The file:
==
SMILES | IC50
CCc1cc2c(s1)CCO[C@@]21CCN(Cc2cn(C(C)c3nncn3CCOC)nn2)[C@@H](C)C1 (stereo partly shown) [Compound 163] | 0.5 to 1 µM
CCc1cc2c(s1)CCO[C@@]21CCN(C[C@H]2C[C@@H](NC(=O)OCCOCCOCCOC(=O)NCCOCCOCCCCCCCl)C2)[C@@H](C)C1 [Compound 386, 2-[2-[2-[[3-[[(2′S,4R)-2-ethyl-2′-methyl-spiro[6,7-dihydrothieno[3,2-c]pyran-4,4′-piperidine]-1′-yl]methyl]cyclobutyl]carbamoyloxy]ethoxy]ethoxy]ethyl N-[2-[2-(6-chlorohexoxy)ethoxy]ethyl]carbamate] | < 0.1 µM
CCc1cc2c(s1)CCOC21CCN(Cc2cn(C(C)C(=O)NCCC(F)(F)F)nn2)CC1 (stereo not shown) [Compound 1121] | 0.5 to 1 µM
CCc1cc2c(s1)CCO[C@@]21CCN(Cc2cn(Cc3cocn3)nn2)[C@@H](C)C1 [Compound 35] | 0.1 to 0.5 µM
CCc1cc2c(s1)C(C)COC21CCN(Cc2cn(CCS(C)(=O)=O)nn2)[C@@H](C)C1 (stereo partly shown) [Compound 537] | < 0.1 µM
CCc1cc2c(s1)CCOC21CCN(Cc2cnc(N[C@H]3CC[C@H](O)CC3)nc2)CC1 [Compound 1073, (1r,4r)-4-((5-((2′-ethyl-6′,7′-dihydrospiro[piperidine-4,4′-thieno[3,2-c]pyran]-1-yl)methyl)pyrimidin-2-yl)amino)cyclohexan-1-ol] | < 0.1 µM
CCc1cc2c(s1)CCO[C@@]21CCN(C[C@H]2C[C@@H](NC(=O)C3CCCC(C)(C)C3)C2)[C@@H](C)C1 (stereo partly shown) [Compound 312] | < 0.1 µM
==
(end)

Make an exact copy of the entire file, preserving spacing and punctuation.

SMILES | IC50
CCc1cc2c(s1)CCO[C@@]21CCN(Cc2cn(C(C)c3nncn3CCOC)nn2)[C@@H](C)C1 (stereo partly shown) [Compound 163] | 0.5 to 1 µM
CCc1cc2c(s1)CCO[C@@]21CCN(C[C@H]2C[C@@H](NC(=O)OCCOCCOCCOC(=O)NCCOCCOCCCCCCCl)C2)[C@@H](C)C1 [Compound 386, 2-[2-[2-[[3-[[(2′S,4R)-2-ethyl-2′-methyl-spiro[6,7-dihydrothieno[3,2-c]pyran-4,4′-piperidine]-1′-yl]methyl]cyclobutyl]carbamoyloxy]ethoxy]ethoxy]ethyl N-[2-[2-(6-chlorohexoxy)ethoxy]ethyl]carbamate] | < 0.1 µM
CCc1cc2c(s1)CCOC21CCN(Cc2cn(C(C)C(=O)NCCC(F)(F)F)nn2)CC1 (stereo not shown) [Compound 1121] | 0.5 to 1 µM
CCc1cc2c(s1)CCO[C@@]21CCN(Cc2cn(Cc3cocn3)nn2)[C@@H](C)C1 [Compound 35] | 0.1 to 0.5 µM
CCc1cc2c(s1)C(C)COC21CCN(Cc2cn(CCS(C)(=O)=O)nn2)[C@@H](C)C1 (stereo partly shown) [Compound 537] | < 0.1 µM
CCc1cc2c(s1)CCOC21CCN(Cc2cnc(N[C@H]3CC[C@H](O)CC3)nc2)CC1 [Compound 1073, (1r,4r)-4-((5-((2′-ethyl-6′,7′-dihydrospiro[piperidine-4,4′-thieno[3,2-c]pyran]-1-yl)methyl)pyrimidin-2-yl)amino)cyclohexan-1-ol] | < 0.1 µM
CCc1cc2c(s1)CCO[C@@]21CCN(C[C@H]2C[C@@H](NC(=O)C3CCCC(C)(C)C3)C2)[C@@H](C)C1 (stereo partly shown) [Compound 312] | < 0.1 µM